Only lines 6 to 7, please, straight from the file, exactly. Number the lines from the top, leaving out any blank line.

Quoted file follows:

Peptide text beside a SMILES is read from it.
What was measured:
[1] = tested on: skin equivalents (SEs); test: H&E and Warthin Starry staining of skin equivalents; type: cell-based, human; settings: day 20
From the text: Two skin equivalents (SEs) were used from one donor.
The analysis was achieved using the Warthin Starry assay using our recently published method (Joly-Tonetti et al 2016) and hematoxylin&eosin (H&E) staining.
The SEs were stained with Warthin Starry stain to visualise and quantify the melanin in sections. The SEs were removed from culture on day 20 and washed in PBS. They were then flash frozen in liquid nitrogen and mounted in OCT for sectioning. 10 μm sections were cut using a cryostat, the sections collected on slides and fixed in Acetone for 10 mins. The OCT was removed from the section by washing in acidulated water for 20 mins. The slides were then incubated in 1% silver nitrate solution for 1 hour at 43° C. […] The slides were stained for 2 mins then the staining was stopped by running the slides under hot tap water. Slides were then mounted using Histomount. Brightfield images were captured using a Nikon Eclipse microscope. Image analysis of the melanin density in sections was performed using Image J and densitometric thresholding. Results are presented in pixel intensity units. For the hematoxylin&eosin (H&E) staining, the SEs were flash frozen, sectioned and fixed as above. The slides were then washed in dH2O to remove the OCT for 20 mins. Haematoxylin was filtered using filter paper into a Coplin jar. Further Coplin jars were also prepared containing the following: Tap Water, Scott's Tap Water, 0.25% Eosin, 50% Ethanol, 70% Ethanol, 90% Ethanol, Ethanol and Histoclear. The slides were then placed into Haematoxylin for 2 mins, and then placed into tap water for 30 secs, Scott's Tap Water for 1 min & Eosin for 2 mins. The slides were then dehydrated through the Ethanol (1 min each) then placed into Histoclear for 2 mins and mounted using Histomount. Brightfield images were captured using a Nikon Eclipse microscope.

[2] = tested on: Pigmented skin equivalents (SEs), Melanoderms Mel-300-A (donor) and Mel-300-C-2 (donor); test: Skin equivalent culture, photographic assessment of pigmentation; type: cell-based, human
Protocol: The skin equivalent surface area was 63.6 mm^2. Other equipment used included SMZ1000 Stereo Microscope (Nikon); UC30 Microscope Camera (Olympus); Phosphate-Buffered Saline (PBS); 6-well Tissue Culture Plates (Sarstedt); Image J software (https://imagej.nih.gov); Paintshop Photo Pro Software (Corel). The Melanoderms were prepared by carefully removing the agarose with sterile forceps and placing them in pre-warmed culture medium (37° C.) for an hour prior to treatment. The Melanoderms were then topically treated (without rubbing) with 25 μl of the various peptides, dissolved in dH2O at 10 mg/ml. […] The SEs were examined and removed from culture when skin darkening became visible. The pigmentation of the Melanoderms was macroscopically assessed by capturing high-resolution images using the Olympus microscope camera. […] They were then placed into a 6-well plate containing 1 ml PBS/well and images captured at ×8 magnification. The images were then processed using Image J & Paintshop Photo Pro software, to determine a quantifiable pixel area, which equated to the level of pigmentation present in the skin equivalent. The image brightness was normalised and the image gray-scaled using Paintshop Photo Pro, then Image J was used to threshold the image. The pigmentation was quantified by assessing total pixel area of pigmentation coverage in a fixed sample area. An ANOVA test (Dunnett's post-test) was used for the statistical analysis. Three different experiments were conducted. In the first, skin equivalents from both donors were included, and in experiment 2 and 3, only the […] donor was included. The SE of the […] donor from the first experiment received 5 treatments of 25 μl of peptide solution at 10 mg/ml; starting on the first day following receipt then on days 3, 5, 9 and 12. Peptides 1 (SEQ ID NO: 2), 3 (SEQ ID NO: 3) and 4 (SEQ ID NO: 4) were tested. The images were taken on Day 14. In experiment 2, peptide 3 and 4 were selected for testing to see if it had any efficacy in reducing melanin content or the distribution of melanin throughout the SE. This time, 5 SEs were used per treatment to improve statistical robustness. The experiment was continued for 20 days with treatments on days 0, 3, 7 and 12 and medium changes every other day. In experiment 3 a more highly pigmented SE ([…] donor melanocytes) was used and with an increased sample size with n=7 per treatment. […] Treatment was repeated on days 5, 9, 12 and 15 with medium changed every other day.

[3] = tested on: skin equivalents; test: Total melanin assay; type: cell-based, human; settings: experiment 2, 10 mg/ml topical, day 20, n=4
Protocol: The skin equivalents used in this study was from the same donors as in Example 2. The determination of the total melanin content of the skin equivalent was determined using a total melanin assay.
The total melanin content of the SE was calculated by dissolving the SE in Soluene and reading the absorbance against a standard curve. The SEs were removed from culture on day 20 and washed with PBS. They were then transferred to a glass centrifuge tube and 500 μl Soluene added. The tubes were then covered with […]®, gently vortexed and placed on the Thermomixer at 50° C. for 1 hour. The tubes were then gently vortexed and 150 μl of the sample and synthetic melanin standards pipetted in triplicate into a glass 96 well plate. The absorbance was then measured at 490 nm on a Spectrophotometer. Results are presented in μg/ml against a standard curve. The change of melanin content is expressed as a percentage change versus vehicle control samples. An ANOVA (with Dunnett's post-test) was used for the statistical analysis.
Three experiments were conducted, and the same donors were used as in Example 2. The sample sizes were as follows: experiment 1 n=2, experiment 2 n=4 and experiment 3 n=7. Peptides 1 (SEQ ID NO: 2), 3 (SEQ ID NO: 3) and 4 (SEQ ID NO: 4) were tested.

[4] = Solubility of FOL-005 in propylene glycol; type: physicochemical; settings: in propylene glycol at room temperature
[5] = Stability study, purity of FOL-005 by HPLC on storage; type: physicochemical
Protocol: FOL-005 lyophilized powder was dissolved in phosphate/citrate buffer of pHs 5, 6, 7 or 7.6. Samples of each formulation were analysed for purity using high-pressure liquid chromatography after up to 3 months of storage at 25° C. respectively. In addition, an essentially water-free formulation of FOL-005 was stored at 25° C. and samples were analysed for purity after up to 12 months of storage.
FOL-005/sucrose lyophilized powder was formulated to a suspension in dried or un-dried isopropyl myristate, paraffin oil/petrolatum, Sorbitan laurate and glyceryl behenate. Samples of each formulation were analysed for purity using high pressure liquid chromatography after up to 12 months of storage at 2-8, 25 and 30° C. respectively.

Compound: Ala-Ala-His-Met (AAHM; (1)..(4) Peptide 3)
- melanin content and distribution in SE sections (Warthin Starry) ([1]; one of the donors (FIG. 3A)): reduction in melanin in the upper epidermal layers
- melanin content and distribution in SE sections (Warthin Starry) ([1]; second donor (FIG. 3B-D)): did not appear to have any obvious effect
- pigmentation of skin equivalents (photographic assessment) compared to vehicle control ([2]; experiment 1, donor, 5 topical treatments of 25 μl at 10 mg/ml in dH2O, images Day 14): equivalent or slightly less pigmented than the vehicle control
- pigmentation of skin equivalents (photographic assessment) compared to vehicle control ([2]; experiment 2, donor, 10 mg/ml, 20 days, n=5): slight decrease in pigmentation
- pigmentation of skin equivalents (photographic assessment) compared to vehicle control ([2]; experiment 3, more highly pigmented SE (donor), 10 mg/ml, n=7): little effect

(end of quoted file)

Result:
The SEs were stained with Warthin Starry stain to visualise and quantify the melanin in sections. The SEs were removed from culture on day 20 and washed in PBS. They were then flash frozen in liquid nitrogen and mounted in OCT for sectioning. 10 μm sections were cut using a cryostat, the sections collected on slides and fixed in Acetone for 10 mins. The OCT was removed from the section by washing in acidulated water for 20 mins. The slides were then incubated in 1% silver nitrate solution for 1 hour at 43° C. […] The slides were stained for 2 mins then the staining was stopped by running the slides under hot tap water. Slides were then mounted using Histomount. Brightfield images were captured using a Nikon Eclipse microscope. Image analysis of the melanin density in sections was performed using Image J and densitometric thresholding. Results are presented in pixel intensity units. For the hematoxylin&eosin (H&E) staining, the SEs were flash frozen, sectioned and fixed as above. The slides were then washed in dH2O to remove the OCT for 20 mins. Haematoxylin was filtered using filter paper into a Coplin jar. Further Coplin jars were also prepared containing the following: Tap Water, Scott's Tap Water, 0.25% Eosin, 50% Ethanol, 70% Ethanol, 90% Ethanol, Ethanol and Histoclear. The slides were then placed into Haematoxylin for 2 mins, and then placed into tap water for 30 secs, Scott's Tap Water for 1 min & Eosin for 2 mins. The slides were then dehydrated through the Ethanol (1 min each) then placed into Histoclear for 2 mins and mounted using Histomount. Brightfield images were captured using a Nikon Eclipse microscope.

[2] = tested on: Pigmented skin equivalents (SEs), Melanoderms Mel-300-A (donor) and Mel-300-C-2 (donor); test: Skin equivalent culture, photographic assessment of pigmentation; type: cell-based, human